weddings, marriage, & divorce

Check your fear and hold the blame. Please.

A coworker made a casually negative “joke” about divorce during a meeting today, and it stung. I found myself getting lost in my own thoughts about how I hadn’t told her that I’m divorced, and how many times I’ve wanted to tell her, and what will it be like now if I do tell her, and would it feel better or worse if she’d already known in this moment and made that comment anyway?

This is what microaggressions do. They make us feel like we can’t exist fully in shared space. We who do not fit your norm. We who represent your deepest insecurities. We who defy your assumptions.

To clarify:

  1. Getting divorced does not mean you are a bad person.
  2. Getting divorced does not mean you are bad at relationships.
  3. Getting divorced is not always the worst possible outcome.

We know this. I’m not just saying this about myself. I’m saying this as someone who studies humans, and relationships, and families. I’m saying this as someone who loves humans, and relationships, and families. I’m saying this because we know it’s true.

And yet, I get it. For people who get married, divorce is this threat looming the entire time. Some people think divorce is a sin, or have religious beliefs that create great barriers to divorce. Some people really love their spouse and get a lot of joy from marriage and struggle with the vulnerability that this joyous partnership may end. Some people are really invested in the future they have imagined with this person, and the safety and security the relationship brings them, and the possibility of losing that scares them. It could tear. It could break. It could crumble. Shatter. Disintegrate. Sizzle. Fall apart. Burn to the ground.

I use this string of images intentionally because there are many ways that relationships end, and they all feel different. Me, I felt like shattered glass. Like my torso was full of shards.

Just because it’s not the worst possible outcome doesn’t mean it’s not painful.

It is painful. And you know what made it even more painful? The immense shame. That after months of spinning round the narratives in my head – and in our culture – that told me I had failed. I was bad. I was bad at relationships. (Which hurt even more because relationships are core to my professional work, aka the context where this microaggression came up today, yada yada yada).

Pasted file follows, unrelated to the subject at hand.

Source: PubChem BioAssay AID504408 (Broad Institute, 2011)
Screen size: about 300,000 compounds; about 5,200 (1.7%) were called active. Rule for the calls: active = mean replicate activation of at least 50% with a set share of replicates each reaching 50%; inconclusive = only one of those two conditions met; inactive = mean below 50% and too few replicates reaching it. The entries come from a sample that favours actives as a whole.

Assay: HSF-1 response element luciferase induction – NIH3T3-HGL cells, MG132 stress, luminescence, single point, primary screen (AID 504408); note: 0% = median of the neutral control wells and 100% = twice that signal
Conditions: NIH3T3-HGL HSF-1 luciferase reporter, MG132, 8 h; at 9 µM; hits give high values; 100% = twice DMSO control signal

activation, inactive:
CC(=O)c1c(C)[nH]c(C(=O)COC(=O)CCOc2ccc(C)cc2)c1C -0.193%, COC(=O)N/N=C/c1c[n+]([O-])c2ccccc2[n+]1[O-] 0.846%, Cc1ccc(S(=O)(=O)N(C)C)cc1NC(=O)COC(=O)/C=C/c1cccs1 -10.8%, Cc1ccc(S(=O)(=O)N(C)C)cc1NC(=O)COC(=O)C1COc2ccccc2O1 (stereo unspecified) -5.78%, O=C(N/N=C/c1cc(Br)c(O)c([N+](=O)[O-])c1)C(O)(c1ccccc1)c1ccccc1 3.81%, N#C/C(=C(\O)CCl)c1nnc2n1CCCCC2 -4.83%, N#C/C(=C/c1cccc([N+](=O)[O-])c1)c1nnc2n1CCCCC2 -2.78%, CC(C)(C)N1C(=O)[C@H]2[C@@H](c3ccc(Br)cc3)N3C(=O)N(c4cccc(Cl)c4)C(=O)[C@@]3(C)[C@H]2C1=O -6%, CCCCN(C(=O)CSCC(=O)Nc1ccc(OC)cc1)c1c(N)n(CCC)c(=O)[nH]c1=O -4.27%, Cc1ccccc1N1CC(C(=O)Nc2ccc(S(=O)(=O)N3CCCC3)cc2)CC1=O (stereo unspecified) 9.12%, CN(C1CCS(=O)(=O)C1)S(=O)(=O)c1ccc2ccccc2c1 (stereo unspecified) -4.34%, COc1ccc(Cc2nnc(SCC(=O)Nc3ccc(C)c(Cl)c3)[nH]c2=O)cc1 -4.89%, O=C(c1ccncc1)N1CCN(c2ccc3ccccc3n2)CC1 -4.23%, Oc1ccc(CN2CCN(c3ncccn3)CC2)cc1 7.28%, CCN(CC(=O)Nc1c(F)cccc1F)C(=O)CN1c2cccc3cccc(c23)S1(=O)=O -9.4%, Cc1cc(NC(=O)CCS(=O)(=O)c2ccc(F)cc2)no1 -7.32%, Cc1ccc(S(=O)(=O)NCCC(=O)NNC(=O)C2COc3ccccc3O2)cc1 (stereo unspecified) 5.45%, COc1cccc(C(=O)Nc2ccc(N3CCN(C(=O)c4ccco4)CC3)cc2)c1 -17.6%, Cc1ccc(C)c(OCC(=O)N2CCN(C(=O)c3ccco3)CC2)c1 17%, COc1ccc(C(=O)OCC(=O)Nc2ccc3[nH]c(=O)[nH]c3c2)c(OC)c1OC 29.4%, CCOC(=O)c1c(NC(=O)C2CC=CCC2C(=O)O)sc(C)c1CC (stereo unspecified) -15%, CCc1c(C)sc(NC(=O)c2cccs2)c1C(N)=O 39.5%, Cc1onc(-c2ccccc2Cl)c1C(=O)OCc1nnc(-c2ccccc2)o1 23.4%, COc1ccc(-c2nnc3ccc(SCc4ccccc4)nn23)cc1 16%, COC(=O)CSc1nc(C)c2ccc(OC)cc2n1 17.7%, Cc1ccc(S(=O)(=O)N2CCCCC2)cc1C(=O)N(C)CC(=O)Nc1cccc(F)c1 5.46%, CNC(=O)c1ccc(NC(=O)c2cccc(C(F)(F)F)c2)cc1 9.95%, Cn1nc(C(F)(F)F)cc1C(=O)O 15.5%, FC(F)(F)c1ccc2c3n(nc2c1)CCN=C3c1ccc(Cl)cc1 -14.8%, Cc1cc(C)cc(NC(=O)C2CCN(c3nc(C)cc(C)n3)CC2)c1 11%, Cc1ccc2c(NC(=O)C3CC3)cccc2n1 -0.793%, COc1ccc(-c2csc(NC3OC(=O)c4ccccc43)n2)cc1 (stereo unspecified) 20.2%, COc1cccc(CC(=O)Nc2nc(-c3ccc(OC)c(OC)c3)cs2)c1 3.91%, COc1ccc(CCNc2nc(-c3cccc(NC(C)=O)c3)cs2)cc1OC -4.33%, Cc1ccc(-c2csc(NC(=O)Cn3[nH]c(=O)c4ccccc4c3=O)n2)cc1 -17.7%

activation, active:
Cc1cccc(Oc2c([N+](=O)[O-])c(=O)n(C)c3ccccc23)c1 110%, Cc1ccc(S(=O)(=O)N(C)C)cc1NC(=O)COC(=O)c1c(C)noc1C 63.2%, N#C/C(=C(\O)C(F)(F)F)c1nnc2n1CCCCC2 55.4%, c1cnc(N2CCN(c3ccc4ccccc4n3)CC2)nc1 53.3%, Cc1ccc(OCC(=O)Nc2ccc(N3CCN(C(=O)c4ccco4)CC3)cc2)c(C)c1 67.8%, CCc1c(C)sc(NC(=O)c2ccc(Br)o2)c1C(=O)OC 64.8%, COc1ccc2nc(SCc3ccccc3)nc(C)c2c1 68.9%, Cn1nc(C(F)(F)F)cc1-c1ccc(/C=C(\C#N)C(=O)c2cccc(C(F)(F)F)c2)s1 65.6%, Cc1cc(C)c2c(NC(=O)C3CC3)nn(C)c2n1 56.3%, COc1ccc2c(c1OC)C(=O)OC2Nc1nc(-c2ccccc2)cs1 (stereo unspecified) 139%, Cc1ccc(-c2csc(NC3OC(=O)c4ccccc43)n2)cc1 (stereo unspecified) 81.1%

It is painful. It’s so painful, that you want to believe it won’t happen to you. So you defend yourself against it happening to you by separating yourself from the people it does happen to. Or like – hello – maybe it doesn’t even “happen” to them so passively. Maybe they choose it. Maybe they navigate their way through it. Maybe it’s the best of what they can figure out for themselves and their loved ones at the time.

So, to my dear married folks who have every right to have all kinds of feelings about this, here is what I ask of you:

  1. Face your own fear of divorce. You deserve that. Your spouse deserves that. Understand what it is and what it isn’t. Know that you are a full and flourishing person and you are worthy of love both within and beyond your current marriage. Divorce is not the worst possible outcome.
  2. Having faced your own fear, you can check yourself to avoid projecting that fear onto me. I don’t want your pity, and I can’t stand your blame. Those nervous jokes to yourself or to your spouse, those easy cracks at other people who have gotten divorced, for whatever reasons – those are microaggressions. Each comment makes an impact. Also remember that you seriously don’t know who around you has gotten divorced and who hasn’t. We literally don’t wear a ring anymore. We don’t all have children. And we might not have told you.
  3. Let’s also do some questioning of the whole marriage thing to begin with. Let’s notice how the stigmatizing of divorce functions to uphold White heteronormative capitalist models of love and family. Divorce is scary because the potential to freely and lovingly move in and out of relationships threatens the status quo. Don’t make me bear that burden alone – that’s on all of us to tear down and build back up better, together.

Because I am trying to live my life with as much truth and power as I can muster, and I hope you’re doing the same.

Published by Mimi Arbeit

applied developmental scientist, antifascist community organizer, sexuality educator